- 1 Ammonia
- 2 electoless nickel plating
- 3 Bismuth
- 4 Molecular Nitrogen bond strength implied weak in this article
- 5 Peroxide
- 6 Talk:Causes_of_the_late-2000s_financial_crisis
- 7 Allowed to Delete DPL bot messages
- 8 July 2014
- 9 Making correction of nonsense
- 10 Use your photos
- 11 ArbCom elections are now open!
Useful - and eclectic! - info on ammonia you posted. I encourage you to introduce that material into the article, perhaps in bits. It does not need to be perfect or polished - let someone else do that. I hope you continue with this project. --Smokefoot 12:12, 14 October 2007 (UTC)
electoless nickel plating
Thanks for corrections. Please continue, but. Note that some edits get trashed blindly, only because they are unreferenced. If you add a WP:RS reference to your writing, it would be of great help. Don't hesitate to ask about mundane issues (formatting, etc.) - always glad to help. Materialscientist (talk) 00:36, 1 November 2009 (UTC)
Molecular Nitrogen bond strength implied weak in this article
Molecular Nitrogen is quite inert. Li,Mg Reactions to the contrary. More important to the average person is NOx formation during (high temp, pressure) adiabatic combustion phase of internal combustion engines. (Why no mention of historic Nitrogen fixation via Cyanamide? (CaCO3 + C + N2 > CaNCN)). Even Argon can displace N2 adsorbed to transition metal surfaces!
Need to mention the strength (bond energy) of N2 triple bond as driving force for many reactions. Orbital sp-sp bonds are an important class (CN-, NO+, et al) for 2nd row elements. Strength of NN bonds show in Molecular Nitrogen (NN+) discharge lasers (Aurora Borealis glow)), Nitrous Oxide, Diazonium compounds, Diazomethane reactions,
High energy of creation for NN triple bond drives NASA thrusters (from Rocket Research Company; NH2NH2 > Iridium Catalyst > N2 + 2 H2). Know that 2 H > H2 is 104 Kcal/mole; what is 2 N > N2 delta E? Shjacks45 (talk) 20:15, 9 May 2010 (UTC)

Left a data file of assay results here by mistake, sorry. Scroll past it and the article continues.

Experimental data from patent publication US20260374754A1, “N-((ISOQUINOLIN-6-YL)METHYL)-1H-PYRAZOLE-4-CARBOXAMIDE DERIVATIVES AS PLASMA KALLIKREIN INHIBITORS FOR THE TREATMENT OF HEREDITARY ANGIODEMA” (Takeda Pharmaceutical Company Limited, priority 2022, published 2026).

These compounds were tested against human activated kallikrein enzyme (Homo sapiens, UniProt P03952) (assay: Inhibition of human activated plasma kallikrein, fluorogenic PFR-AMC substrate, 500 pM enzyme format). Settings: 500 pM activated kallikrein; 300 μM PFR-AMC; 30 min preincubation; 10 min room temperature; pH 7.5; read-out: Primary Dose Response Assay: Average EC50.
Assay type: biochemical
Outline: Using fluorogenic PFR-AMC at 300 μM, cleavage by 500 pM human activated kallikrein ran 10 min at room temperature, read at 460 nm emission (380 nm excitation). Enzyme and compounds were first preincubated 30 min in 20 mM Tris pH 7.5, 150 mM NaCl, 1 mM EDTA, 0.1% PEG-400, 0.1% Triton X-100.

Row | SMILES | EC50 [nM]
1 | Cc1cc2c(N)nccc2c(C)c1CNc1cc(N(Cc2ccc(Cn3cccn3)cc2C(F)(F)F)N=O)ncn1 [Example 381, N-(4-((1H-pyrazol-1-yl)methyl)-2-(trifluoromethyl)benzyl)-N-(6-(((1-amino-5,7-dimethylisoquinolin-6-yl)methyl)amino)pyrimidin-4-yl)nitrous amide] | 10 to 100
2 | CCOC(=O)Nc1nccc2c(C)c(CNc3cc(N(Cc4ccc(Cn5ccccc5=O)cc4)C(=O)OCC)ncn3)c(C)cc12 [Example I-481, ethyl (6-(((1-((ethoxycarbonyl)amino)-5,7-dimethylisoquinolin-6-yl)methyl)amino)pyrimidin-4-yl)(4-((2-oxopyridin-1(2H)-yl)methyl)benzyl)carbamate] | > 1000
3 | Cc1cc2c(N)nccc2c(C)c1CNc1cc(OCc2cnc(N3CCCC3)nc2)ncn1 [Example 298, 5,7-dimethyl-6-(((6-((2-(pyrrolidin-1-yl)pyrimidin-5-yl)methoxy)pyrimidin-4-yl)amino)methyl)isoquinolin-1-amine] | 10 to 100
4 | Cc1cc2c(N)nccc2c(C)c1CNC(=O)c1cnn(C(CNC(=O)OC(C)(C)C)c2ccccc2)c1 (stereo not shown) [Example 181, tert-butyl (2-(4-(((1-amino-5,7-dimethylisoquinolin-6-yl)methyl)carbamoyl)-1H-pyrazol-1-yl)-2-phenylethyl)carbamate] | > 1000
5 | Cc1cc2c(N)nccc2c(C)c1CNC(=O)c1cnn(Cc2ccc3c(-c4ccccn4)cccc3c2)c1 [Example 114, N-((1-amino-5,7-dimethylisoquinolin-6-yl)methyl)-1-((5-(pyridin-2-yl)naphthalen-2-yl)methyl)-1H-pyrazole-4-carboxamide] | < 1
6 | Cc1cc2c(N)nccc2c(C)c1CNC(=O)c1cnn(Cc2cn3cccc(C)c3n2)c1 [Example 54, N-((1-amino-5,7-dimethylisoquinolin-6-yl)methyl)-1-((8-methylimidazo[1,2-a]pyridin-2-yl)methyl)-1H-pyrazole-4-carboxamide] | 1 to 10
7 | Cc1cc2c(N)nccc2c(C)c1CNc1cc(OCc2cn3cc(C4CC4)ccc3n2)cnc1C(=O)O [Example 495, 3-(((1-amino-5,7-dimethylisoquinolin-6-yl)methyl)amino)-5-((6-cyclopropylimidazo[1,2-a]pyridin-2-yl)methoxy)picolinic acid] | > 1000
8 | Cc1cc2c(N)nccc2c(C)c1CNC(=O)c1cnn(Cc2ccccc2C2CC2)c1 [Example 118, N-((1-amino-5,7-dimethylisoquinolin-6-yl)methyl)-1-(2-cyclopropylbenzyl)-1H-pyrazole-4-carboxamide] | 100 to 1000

- Did you not read the second paragraph in the lede/lead? This point is also emphasized in the section that deals with nitrogen use in fuels and explosives. I think a few of your other points are not in the article, but feel free to add them in the appropriate places. However, I urge you to READ it carefully first! SBHarris 21:19, 9 May 2010 (UTC)
Again, thanks for expanding inorganic reactions, but please do provide references where you can - formatting we can handle. Also note that by default, contrary to some other sources, wikipedia tends to not capitalize words (chemicals, etc). Materialscientist (talk) 11:01, 16 April 2011 (UTC)
Allowed to Delete DPL bot messages
Miningpyropony please stop reverting my edits; DPL bot messages specifically state they may be deleted
Please do not add inappropriate external links to Wikipedia, as you did to History of painting. Wikipedia is not a collection of links, nor should it be used for advertising or promotion. Inappropriate links include, but are not limited to, links to personal websites, links to websites with which you are affiliated (whether as a link in article text, or a citation in an article), and links that attract visitors to a website or promote a product. See the external links guideline and spam guideline for further explanations. Because Wikipedia uses the nofollow attribute value, its external links are disregarded by most search engines. If you feel the link should be added to the page, please discuss it on the associated talk page rather than re-adding it. Thank you. freshacconci talk to me 19:58, 22 July 2014 (UTC)